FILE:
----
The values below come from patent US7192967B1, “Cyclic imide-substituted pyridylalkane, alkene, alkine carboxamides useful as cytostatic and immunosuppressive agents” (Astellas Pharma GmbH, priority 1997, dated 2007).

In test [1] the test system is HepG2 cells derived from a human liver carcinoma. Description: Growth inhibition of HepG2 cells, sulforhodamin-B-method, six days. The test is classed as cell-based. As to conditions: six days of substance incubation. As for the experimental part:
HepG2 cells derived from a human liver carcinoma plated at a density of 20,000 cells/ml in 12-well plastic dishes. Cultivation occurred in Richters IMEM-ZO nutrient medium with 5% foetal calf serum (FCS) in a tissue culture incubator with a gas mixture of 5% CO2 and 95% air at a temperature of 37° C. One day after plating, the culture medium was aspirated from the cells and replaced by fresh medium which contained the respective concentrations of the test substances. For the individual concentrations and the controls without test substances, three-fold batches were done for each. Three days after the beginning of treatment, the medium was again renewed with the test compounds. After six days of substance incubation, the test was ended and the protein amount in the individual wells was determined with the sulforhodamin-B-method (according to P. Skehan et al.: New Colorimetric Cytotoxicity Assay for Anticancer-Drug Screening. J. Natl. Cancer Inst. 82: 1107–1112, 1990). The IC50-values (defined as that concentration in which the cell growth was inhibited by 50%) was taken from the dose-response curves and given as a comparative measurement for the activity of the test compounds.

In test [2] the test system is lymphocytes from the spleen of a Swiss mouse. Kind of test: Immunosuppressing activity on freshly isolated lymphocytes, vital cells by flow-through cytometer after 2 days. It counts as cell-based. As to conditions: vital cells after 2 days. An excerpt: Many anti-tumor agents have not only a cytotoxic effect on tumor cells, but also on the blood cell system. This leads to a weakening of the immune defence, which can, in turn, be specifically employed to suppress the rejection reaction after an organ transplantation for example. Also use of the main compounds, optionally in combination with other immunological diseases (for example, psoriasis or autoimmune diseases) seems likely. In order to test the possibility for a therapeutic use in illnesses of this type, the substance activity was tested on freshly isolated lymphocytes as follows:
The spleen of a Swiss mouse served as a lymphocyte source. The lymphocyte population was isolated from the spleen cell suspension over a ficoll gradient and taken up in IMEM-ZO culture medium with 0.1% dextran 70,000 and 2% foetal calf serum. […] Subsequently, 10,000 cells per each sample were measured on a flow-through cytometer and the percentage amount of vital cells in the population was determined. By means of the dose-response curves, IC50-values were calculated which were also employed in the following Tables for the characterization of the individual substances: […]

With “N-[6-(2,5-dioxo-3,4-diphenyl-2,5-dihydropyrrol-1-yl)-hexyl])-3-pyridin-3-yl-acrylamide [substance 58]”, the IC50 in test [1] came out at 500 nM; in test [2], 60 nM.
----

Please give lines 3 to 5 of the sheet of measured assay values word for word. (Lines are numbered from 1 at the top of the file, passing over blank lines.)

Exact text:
HepG2 cells derived from a human liver carcinoma plated at a density of 20,000 cells/ml in 12-well plastic dishes. Cultivation occurred in Richters IMEM-ZO nutrient medium with 5% foetal calf serum (FCS) in a tissue culture incubator with a gas mixture of 5% CO2 and 95% air at a temperature of 37° C. One day after plating, the culture medium was aspirated from the cells and replaced by fresh medium which contained the respective concentrations of the test substances. For the individual concentrations and the controls without test substances, three-fold batches were done for each. Three days after the beginning of treatment, the medium was again renewed with the test compounds. After six days of substance incubation, the test was ended and the protein amount in the individual wells was determined with the sulforhodamin-B-method (according to P. Skehan et al.: New Colorimetric Cytotoxicity Assay for Anticancer-Drug Screening. J. Natl. Cancer Inst. 82: 1107–1112, 1990). The IC50-values (defined as that concentration in which the cell growth was inhibited by 50%) was taken from the dose-response curves and given as a comparative measurement for the activity of the test compounds.

In test [2] the test system is lymphocytes from the spleen of a Swiss mouse. Kind of test: Immunosuppressing activity on freshly isolated lymphocytes, vital cells by flow-through cytometer after 2 days. It counts as cell-based. As to conditions: vital cells after 2 days. An excerpt: Many anti-tumor agents have not only a cytotoxic effect on tumor cells, but also on the blood cell system. This leads to a weakening of the immune defence, which can, in turn, be specifically employed to suppress the rejection reaction after an organ transplantation for example. Also use of the main compounds, optionally in combination with other immunological diseases (for example, psoriasis or autoimmune diseases) seems likely. In order to test the possibility for a therapeutic use in illnesses of this type, the substance activity was tested on freshly isolated lymphocytes as follows:
The spleen of a Swiss mouse served as a lymphocyte source. The lymphocyte population was isolated from the spleen cell suspension over a ficoll gradient and taken up in IMEM-ZO culture medium with 0.1% dextran 70,000 and 2% foetal calf serum. […] Subsequently, 10,000 cells per each sample were measured on a flow-through cytometer and the percentage amount of vital cells in the population was determined. By means of the dose-response curves, IC50-values were calculated which were also employed in the following Tables for the characterization of the individual substances: […]